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According to a release, Division of Parking Services is pleased with the plan’s many “accomplishments,” it has committed to continually reviewing feedback from the community and use it to make changes to better serve the public. The forthcoming changes were informed by an effort Parking Services dubs a “listening tour” where information was gathered from the public throughout March and April. Feedback gleaned from Short North business owners was also used.

“I am proud of the parking plan’s many successes, and especially its nimbleness to be responsive to the community it serves. The data-driven and community input we received allows us to enhance access and parking opportunities for residents, businesses and visitors of the thriving Arts District,” said Robert Ferrin, Assistant Director of Parking Services.

Parking Services sites the turnover in the neighborhood and the allowance of residents to use on-street parking to park closer to their homes as two of the parking plan’s successes.

How has the Short North parking plan affected your life? Let us know in the comments below!

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Unsolved Ohio: The bizarre disappearance of Brian Shaffer from Ugly Tuna

Regina Fox

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How can someone go into a second-story bar and never come out? I’m talking about the disappearance of Brian Shaffer in 2006.

On March 31, Shaffer and his friend William “Clint” Florence went out to Ugly Tuna to celebrate the beginning of spring break. Shaffer was a second-year medical student and surely wanted to cut loose a bit after a stressful week of exams. The two then barhopped down High Street towards the Arena District, reportedly taking shots at every stop.

A little after midnight, Shaffer and Florence met up with a friend of Florence named Meredith, who gave them a ride back to Ugly Tuna. The three of them are seen on security camera ascending the escalator to the now-closed bar in the University Gateway around 1:15 AM on April 1.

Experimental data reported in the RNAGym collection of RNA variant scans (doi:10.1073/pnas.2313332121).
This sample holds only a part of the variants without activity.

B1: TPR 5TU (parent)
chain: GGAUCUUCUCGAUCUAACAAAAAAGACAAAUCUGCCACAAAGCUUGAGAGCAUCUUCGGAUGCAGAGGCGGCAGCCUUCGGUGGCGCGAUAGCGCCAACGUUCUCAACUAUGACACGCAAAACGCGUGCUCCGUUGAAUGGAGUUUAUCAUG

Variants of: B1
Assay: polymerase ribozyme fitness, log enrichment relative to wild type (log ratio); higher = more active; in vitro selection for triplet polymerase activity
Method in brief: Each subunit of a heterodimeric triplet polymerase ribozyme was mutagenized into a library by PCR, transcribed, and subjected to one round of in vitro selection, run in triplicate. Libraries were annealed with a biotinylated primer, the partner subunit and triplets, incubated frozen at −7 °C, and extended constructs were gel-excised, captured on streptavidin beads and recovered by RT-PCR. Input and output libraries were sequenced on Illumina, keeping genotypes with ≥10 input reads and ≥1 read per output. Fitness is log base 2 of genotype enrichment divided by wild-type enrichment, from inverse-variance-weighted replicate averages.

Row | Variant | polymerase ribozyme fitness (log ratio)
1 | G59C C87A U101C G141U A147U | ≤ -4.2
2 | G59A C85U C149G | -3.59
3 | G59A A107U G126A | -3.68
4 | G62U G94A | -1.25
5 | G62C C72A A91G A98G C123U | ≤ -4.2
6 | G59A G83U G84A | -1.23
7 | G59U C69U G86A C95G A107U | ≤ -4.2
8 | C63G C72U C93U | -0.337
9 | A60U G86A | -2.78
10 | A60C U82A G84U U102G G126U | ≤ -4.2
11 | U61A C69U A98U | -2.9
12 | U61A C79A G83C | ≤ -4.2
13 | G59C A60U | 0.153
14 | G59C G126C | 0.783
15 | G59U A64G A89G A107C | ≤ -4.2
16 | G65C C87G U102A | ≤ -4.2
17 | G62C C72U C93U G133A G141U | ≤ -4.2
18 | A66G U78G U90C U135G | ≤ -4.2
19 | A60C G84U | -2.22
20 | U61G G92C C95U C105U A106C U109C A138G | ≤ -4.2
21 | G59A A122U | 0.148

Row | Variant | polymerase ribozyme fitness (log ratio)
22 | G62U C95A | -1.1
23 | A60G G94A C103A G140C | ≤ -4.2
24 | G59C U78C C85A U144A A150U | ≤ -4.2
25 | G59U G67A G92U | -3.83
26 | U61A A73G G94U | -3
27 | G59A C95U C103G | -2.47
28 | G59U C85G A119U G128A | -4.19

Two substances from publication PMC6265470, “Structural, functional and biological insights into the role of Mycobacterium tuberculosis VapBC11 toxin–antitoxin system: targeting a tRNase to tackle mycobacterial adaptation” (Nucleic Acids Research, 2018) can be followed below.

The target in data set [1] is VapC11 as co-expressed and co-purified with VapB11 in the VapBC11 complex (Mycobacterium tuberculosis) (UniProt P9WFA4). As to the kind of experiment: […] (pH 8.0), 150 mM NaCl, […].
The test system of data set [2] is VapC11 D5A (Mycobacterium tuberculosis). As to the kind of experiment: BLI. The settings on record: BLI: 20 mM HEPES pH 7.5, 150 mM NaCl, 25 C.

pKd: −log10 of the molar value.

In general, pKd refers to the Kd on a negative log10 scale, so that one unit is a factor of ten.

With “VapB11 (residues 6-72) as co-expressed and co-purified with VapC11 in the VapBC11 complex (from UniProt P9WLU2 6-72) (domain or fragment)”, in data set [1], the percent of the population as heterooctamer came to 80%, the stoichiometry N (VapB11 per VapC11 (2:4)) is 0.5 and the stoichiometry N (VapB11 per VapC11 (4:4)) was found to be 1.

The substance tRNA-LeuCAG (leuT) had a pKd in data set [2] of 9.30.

Shaffer (circled), Florence, and Meredith ascending the escalator to Ugly Tuna

Later, the camera captures Shaffer outside the bar talking to two women around 1:50 AM and then re-entering the bar. At this point, Shaffer was separated from his friends. The bar was closing and after searching and calling for Shaffer, Florence and Meredith decided to wait outside the bar for him to come out. After a while, the two left, assuming Shaffer had gone home.

But, the 27-year-old has never been seen or heard from since.

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Ugly Tuna had one entrance at the top of the escalator. Anyone entering or leaving from this would be caught on surveillance cameras. Investigators acknowledge the possibility that the cameras could have somehow missed Shaffer, though think it’s unlikely. Another improbably scenario they’ve entertained is Shaffer disguising himself and/or hiding from the cameras before exiting the bar. After all, the quality of security cameras circa 2006 was not the highest.